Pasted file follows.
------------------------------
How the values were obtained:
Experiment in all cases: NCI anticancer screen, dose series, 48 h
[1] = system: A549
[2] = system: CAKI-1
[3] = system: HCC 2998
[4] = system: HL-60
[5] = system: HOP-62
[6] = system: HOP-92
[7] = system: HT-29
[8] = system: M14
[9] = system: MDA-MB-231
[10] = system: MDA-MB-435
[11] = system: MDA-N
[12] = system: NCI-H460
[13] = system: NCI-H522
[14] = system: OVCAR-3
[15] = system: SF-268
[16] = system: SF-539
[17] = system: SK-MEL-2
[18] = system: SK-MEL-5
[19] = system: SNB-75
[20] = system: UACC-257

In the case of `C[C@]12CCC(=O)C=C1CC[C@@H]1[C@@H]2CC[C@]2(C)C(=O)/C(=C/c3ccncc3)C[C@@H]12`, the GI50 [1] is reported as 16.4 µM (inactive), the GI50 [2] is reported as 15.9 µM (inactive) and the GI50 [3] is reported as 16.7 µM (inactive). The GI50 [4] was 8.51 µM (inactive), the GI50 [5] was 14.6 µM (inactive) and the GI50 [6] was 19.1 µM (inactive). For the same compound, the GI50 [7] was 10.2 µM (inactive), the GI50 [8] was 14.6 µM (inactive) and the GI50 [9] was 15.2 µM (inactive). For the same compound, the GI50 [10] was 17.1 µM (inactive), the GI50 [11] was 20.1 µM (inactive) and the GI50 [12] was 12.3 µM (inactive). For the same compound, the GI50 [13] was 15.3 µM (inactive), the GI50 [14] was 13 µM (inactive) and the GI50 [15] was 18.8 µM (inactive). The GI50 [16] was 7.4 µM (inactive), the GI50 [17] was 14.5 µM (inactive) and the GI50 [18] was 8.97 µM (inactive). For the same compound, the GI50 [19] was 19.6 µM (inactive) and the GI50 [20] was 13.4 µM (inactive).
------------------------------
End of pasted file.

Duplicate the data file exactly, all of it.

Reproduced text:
How the values were obtained:
Experiment in all cases: NCI anticancer screen, dose series, 48 h
[1] = system: A549
[2] = system: CAKI-1
[3] = system: HCC 2998
[4] = system: HL-60
[5] = system: HOP-62
[6] = system: HOP-92
[7] = system: HT-29
[8] = system: M14
[9] = system: MDA-MB-231
[10] = system: MDA-MB-435
[11] = system: MDA-N
[12] = system: NCI-H460
[13] = system: NCI-H522
[14] = system: OVCAR-3
[15] = system: SF-268
[16] = system: SF-539
[17] = system: SK-MEL-2
[18] = system: SK-MEL-5
[19] = system: SNB-75
[20] = system: UACC-257

In the case of `C[C@]12CCC(=O)C=C1CC[C@@H]1[C@@H]2CC[C@]2(C)C(=O)/C(=C/c3ccncc3)C[C@@H]12`, the GI50 [1] is reported as 16.4 µM (inactive), the GI50 [2] is reported as 15.9 µM (inactive) and the GI50 [3] is reported as 16.7 µM (inactive). The GI50 [4] was 8.51 µM (inactive), the GI50 [5] was 14.6 µM (inactive) and the GI50 [6] was 19.1 µM (inactive). For the same compound, the GI50 [7] was 10.2 µM (inactive), the GI50 [8] was 14.6 µM (inactive) and the GI50 [9] was 15.2 µM (inactive). For the same compound, the GI50 [10] was 17.1 µM (inactive), the GI50 [11] was 20.1 µM (inactive) and the GI50 [12] was 12.3 µM (inactive). For the same compound, the GI50 [13] was 15.3 µM (inactive), the GI50 [14] was 13 µM (inactive) and the GI50 [15] was 18.8 µM (inactive). The GI50 [16] was 7.4 µM (inactive), the GI50 [17] was 14.5 µM (inactive) and the GI50 [18] was 8.97 µM (inactive). For the same compound, the GI50 [19] was 19.6 µM (inactive) and the GI50 [20] was 13.4 µM (inactive).